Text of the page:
Here is a quick rundown of the new Priuses, or Prii — not even Toyota knows what to call them. The Prius V is a larger version of the Prius. Toyota says it is for growing families. At the same time, its lack of a third-row seat left many people questioning its utility. The Prius C is a sporty two-seater similar to the Honda CR-Z. Toyota promises it will be "value-oriented" and fun to drive. Lastly, the Prius PHV is a plug-in hybrid version of the current Prius. Edmunds editors had a chance to test this car when it was still in its prototype stage and were generally pleased.

More Hybrids and EVs
The Prius family wasn't the only hybrid representation at the Detroit auto show. Manufacturers brought along a number of plug-in hybrids and electric vehicles. As Nissan tests the waters with its Leaf to gauge how consumers will react to electric vehicles, many automakers are poised to release their own electric and plug-in hybrid vehicles.

Ford showed off the Focus Electric and the C-Max Hybrid and Energi.

On the luxury side, Audi showed its all-new A6, which is scheduled to have a hybrid version soon after it launches. Volvo crashed an electric version of its C30 to demonstrate that its EVs are just as safe as its other cars. Finally, Mercedes-Benz displayed an electric version of its high-performance SLS supercar — for those who can afford it.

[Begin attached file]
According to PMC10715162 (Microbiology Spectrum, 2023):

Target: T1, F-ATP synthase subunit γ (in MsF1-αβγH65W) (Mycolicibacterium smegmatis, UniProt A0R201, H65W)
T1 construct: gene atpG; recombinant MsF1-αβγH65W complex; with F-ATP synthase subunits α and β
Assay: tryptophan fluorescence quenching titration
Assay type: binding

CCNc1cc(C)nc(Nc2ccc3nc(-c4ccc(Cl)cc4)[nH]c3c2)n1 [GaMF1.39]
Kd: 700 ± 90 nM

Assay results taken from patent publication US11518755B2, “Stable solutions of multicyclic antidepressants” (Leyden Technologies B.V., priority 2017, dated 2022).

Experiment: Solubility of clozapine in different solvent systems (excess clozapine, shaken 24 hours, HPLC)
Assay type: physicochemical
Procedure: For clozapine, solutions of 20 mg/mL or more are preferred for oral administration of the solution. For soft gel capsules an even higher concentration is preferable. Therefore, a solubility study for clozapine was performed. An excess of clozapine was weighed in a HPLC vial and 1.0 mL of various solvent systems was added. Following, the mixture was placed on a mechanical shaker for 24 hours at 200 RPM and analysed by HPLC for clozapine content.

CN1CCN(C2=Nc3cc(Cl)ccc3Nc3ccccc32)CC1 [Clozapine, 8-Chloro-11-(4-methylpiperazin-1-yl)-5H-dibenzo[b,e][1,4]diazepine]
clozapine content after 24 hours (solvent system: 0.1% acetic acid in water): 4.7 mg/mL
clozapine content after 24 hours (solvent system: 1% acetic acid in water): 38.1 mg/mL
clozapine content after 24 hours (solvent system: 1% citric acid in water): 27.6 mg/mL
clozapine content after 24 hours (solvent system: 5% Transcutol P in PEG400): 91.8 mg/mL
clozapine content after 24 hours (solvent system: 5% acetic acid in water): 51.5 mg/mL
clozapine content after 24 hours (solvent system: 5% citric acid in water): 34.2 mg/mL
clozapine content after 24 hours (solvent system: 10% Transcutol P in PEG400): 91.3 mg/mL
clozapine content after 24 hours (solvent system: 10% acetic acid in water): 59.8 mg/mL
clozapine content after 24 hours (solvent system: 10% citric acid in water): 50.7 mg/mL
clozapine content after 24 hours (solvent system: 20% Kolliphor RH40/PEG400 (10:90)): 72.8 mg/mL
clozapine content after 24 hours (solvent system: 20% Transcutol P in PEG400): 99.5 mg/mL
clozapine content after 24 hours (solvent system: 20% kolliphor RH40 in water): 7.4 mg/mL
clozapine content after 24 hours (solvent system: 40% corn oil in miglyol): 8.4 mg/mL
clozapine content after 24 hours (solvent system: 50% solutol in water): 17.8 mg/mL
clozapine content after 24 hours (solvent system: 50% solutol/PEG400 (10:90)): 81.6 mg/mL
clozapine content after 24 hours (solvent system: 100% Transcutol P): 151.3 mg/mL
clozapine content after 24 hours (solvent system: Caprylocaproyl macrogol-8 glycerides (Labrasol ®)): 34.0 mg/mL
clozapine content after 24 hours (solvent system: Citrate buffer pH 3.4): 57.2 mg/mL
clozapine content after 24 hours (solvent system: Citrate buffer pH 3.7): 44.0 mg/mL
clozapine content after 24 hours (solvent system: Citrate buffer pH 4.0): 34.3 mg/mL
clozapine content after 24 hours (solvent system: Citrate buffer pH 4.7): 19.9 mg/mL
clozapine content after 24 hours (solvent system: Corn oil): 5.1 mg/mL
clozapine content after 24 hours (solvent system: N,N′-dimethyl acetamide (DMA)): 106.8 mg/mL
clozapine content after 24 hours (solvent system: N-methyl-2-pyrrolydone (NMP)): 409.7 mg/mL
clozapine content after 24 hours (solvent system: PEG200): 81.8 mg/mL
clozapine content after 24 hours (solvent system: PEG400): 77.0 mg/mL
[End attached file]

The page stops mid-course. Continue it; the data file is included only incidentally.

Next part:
Strong Showing From Hyundai and Kia
Hyundai and Kia were the talk of the Detroit auto show — which speaks volumes about how far these Korean cars have come in a very short time. Both brands are offering enticing alternatives to traditional leaders like Honda and Toyota, serving up stylish cars that come with more standard features for a slightly lower price than their competitors.

Hyundai showed off the quirky three-door Veloster hatchback and the impressive 40-mpg 2011 Elantra. And while Kia didn't have any major debuts in Detroit, the company showed its redesigned Optima and the rest of its much-improved lineup.

Chrysler's Big Turnaround
Chrysler's booth last year seemed like a ghost town, with nary a fresh car in sight, but this year the automaker is rebounding. Just about every model in the Chrysler, Dodge and Jeep lineup has received a number of cosmetic and performance upgrades — and the improvements are definitely noticeable.

The redesigned Chrysler 300 made its debut in Detroit and appears to continue the company's recent streak of improved interiors and refreshed exteriors. Jeep showed its restyled Compass, which looked a lot like the well-received Grand Cherokee. Finally, in true Detroit tradition, there were a number of Mopar-themed vehicles that served as a showcase for what car buyers can do to customize their vehicles.

Small Thrills in Showrooms
The cars on display at the 2011 Detroit Auto Show give hope to car buyers who might have despaired of ever seeing their automotive needs and desires met in an affordable vehicle. This year, consumers will have a number of small cars to choose from that won't ask them to sacrifice any of the comforts they expect from a larger car. They will be more fuel-efficient — and even fun to drive.